16 September 2010

Smoky, sweet, and the color of sunset

Nothing says summer like peppers. Whether fiery habañeros in salsa, plump serranos in a Thai curry, or sweet roasted peppers in a goat cheese panini, they are always at their best this time of year.

I have an habañero plant that is weighed down with dozens of peppers, ready to ripen with a few more days of sun. I'm not sure what I'm going to do with them all - I may try to duplicate a sauce I had at La Cevicheria - but I couldn't be more excited.

Peppers of all kinds are available nearly year-round in Southern California, but too often they are watery or bland. The past month has yielded bell peppers that are rich, sweet, and thick-fleshed - perfect for roasting and whirling through a blender.


Romesco is a sauce from Catalunya in Northeast Spain; while traditionally made with a dried sweet pepper, I love the full-bodied flavor of fresh-roasted red peppers. After seeing a post on the Smitten Kitchen about Suzanne Goin's recipe, which uses a combination of fresh and roasted garlic, I was inspired to pull the blender out again for another nut-paste.

bread and tomatoes

This recipe is simple and relatively fast - and while there are several things that need to be cycled through the oven, it can all be done on one rimmed baking sheet. I love the addition of smoked Spanish paprika, or pimentón de la vera; it adds an incomparable smoky flavor that can't be beat.

I used a dried guajillo chile for the smallest bit of heat - guajillos are easy to find in mercados or in the "Latin/Hispanic food" section of the supermarket, but the chile in this recipe can easily be replaced with two small ancho chiles or left out entirely for a sweeter sauce.


Salsa Romesco
Romesco can be served with seafood or grilled vegetables (green onions are traditional) - I adore it tossed with some additional olive oil on hot linguine or fettucine.

3 large red bell peppers
¼ cup raw almonds
¼ cup raw hazelnuts
½ cup olive oil, plus additional for drizzling
1 guajillo chile or 2 dried ancho chiles
3 small roma tomatoes
6 cloves garlic
2 medium slices country bread
3 tablespoons red wine vinegar
¼ teaspoon pimentón de la vera
salt & pepper

Place a rack on the top level of your oven and turn the broiler on high. Wash and pat dry the bell peppers, then arrange on a rimmed baking sheet and place under the broiler. Cook, turning every few minutes with tongs, until blackened all over, 5-15 minutes (it will be faster if you preheat your broiler). Transfer to a large container or plastic bag and set aside to steam & cool.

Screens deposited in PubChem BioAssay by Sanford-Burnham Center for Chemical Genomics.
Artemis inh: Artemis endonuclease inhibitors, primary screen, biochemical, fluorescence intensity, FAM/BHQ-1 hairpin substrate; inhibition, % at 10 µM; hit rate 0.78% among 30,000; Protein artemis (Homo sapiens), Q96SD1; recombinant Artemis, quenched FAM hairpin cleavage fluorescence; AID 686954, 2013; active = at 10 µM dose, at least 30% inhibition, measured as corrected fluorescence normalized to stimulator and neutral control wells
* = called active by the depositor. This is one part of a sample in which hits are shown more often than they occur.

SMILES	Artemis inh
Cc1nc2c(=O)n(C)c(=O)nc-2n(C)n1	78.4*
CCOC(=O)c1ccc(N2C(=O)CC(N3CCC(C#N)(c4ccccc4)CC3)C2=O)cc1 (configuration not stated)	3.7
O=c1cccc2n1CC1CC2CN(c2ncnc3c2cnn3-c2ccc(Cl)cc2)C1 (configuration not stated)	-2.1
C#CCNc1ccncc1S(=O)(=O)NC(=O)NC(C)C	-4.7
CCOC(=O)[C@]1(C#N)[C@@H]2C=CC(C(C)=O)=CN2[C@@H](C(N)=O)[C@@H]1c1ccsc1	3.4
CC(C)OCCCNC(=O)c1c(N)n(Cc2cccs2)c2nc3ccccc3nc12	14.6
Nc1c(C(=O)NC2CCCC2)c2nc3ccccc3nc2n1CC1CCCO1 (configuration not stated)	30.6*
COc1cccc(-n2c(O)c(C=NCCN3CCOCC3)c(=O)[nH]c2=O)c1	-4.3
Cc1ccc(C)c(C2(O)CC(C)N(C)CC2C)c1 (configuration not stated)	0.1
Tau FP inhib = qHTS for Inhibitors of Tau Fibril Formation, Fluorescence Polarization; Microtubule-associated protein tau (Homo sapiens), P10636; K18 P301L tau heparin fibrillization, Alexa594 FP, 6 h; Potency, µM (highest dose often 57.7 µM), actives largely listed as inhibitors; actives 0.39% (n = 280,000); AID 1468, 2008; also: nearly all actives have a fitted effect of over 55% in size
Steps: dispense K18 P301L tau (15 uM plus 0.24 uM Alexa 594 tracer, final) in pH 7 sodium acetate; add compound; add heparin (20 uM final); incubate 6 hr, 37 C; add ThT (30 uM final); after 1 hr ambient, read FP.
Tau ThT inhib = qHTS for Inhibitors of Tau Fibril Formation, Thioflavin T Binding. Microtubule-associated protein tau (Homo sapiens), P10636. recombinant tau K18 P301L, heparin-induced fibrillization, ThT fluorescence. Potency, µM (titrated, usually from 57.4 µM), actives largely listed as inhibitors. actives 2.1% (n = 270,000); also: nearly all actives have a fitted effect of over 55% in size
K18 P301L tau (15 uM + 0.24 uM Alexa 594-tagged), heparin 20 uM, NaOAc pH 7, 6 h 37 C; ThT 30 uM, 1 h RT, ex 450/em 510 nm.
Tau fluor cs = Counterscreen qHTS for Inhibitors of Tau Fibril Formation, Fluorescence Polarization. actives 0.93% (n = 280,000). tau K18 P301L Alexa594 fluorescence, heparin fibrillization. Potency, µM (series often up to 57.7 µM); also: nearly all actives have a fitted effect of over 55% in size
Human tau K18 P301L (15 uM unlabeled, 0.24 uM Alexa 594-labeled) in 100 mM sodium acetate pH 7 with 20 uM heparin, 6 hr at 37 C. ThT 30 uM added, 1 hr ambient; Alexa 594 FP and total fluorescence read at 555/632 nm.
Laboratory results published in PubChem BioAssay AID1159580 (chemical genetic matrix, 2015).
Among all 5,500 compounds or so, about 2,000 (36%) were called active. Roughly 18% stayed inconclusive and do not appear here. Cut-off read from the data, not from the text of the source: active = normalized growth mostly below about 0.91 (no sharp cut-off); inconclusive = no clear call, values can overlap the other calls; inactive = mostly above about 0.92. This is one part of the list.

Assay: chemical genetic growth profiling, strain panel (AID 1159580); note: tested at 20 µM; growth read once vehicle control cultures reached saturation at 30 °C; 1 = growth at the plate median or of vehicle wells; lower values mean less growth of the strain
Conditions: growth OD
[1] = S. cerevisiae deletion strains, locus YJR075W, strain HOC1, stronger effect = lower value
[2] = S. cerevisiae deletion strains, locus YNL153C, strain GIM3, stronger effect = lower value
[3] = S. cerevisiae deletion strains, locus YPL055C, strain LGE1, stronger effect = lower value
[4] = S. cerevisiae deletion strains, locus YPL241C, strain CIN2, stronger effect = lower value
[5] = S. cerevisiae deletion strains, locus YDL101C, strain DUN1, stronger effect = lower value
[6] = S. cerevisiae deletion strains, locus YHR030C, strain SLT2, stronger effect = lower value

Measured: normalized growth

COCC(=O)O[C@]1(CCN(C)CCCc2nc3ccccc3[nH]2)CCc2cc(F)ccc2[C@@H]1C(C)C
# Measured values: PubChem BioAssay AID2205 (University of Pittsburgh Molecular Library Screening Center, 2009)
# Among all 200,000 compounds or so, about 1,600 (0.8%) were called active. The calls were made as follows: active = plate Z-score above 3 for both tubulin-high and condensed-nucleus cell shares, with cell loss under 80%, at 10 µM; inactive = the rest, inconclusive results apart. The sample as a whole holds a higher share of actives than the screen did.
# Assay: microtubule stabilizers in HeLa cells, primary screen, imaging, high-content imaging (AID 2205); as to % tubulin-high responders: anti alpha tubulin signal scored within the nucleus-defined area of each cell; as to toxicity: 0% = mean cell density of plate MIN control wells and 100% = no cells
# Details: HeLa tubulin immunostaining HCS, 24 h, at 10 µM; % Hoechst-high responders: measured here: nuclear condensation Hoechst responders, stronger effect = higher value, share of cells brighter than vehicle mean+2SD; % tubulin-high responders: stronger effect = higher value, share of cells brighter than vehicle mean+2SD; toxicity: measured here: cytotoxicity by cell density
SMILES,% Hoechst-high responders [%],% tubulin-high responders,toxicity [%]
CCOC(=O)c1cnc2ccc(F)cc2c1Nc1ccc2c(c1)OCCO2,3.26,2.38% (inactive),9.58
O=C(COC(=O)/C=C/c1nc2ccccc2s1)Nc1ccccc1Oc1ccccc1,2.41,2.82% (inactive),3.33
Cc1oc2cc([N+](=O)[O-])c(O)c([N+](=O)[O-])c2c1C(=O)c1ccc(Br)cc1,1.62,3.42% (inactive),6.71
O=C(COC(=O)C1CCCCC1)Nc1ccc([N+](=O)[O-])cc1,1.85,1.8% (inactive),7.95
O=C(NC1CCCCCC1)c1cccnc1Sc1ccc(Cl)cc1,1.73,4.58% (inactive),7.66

Turn off the broiler, lower the rack to the center and set the oven temperature to 375˚F. On the same rimmed sheet, arrange the almonds on one half and the hazelnuts on the other. Toss the almonds with a little olive oil and return to the oven. Toast until golden brown (the hazelnut skin will be darker) and sizzling, 8-10 minutes. Place the hazelnuts on a kitchen towel and transfer the almonds to a small plate to cool. Peel the hazelnuts by rubbing them vigorously with the towel.

Remove the stem of the dried chile(s) and shake out the seeds. In the basin of the blender, combine the chile(s) with very hot water; cover and set aside.

Half the tomatoes and place them on the same baking sheet with three unpeeled cloves of garlic and the breat slices. Drizzle the bread and tomatoes with olive oil and return to the oven. Roast, flipping the bread once, until the bread is golden brown on both sides and the tomatoes and garlic are softened, 15-20 minutes.

Peel and seed the roasted red peppers; remove the peels from the tomatoes, if desired. Peel the roasted and raw garlic.

Drain the water from the blender and add the red peppers, nuts, tomatoes, garlic, 2 tablespoons vinegar, and pimentón to the dried chile; pulse briefly just to combine. Break up the bread into pieces and add it to the mixture, pulsing to make a thick paste. With the blender running, drizzle in the ½ cup olive oil. The mixture will be thick and bright orange-red.

Taste and add additional vinegar if desired; salt and pepper to taste.

Finished sauce may be frozen in small jars; alternatively, cover a baking sheet with waxed paper and dollop the sauce by the tablespoonful. Freeze until fully solid, then transfer to a freezer container.

Makes about 3 ½ cups


  1. Oh, that does sound delicious as a dressing for pasta. At first glance I thought you were posting about toasted bread rubbed with garlic and tomato, drizzled with olive oil and a touch of salt. I saw Jeaques Pepin make it a few weeks ago and then I read about Ruth Reichl doing it in Spain. I'm sure it has a name, but it escapes me :)

  2. I think you're thinking of "pan amb tomaquet" (literally "bread with tomato"), which is another Catalan dish. That is delicious and wonderful ... and I've actually never made it. I may need to add it to my list of things to do with tomatoes before they're mediocre!

  3. Gorgeous pic of oily bread - sold! Do you have a Twitter account? Maybe not since I don't see a link...

  4. Thanks, Sasa! No, I'm not ready for Twitter - I have to deal with it at work as it is, and that's enough for me.